Christmas is for most a joyful and peaceful time of year when families and friends get together to celebrate. However, for victims of domestic abuse, it can be one of the most difficult times of the year.

The Government defines domestic violence as; “Any incident of threatening behaviour, violence or abuse (psychological, physical, sexual, financial or emotional” between adults who are or have been intimate partners or family members, regardless of gender or sexuality”.

Money tensions, additional family commitments, unrealistic expectations and excessive alcohol consumption make Christmas a peak period for domestic abuse.

Domestic abuse is still very much a hidden crime with those experiencing abuse keeping it from those closest to them let alone the authorities. On average, victims suffer 35 attacks before the police are called. This makes the following statistics even more harrowing:

• 1 in 4 women experience domestic violence in their lifetime.

• One incident of domestic violence is reported to the police every minute in the UK.

• In 90% of domestic violence incidents in family households children were in the same or the next room.

• On average 2 women a week are killed by a current or former partner.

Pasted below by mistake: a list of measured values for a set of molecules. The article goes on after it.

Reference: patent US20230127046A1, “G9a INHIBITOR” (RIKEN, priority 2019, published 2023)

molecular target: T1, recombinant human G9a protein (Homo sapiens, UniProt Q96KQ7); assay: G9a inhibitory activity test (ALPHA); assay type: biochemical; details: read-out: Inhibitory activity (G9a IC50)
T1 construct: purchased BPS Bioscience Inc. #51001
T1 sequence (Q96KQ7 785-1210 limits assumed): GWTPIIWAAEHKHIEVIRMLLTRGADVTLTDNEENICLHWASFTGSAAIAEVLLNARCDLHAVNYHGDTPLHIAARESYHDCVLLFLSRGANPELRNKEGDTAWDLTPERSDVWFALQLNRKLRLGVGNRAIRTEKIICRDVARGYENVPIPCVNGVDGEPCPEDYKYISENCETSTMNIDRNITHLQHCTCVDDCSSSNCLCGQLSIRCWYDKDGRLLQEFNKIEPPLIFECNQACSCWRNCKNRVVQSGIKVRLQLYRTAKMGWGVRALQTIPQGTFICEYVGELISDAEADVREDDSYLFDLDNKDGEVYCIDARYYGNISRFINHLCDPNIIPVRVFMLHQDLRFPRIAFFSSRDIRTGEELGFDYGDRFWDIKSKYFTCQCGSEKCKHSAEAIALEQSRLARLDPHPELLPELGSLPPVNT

These statistics do not include emotional abuse which often has even more devastating and long term effects than physical violence.

It is easy as a victim of domestic violence to feel helpless and alone especially at Christmas but it is important to realise that there is help out there:

• You can access support and advice in confidence by contacting Women’s Aid on 0800 2000 24 or visit They offer a free 24 hour helpline and online guide “The Survivors Handbook”. They can provide you with assistance in leaving your home if necessary and entering safe refuge accommodation. They can also provide outreach support.

• You can contact the police. Currently there is no single offence of domestic abuse. Some forms of domestic abuse are crimes, for example assault, sexual assault, false imprisonment or harassment. Most police forces have designated domestic abuse officers who are specially trained to deal sensitively with domestic abuse offences.

• You can get legal aid to seek legal advice. You can in certain circumstances apply to the Family Court for a Non Molestation Order (commonly referred to as injunctions). Typically a Non Molestation Order will prevent the other party from intimidating, pestering or harassing you and will state that the perpetrator cannot enter or attempt to enter your home or come within 100 metres of it. Breach of the Order is a criminal offence punishable by up to 5 years imprisonment or a fine or both.

At David Gray Solicitors we have a specialist DV team who have a wealth of experience in dealing with domestic abuse cases. We operate an emergency injunction rota which means that we have a member of our team available every day to provide advice, assistance and representation.

For help and advice in confidence call us now on 0191 2329547 or Chat Live on our website.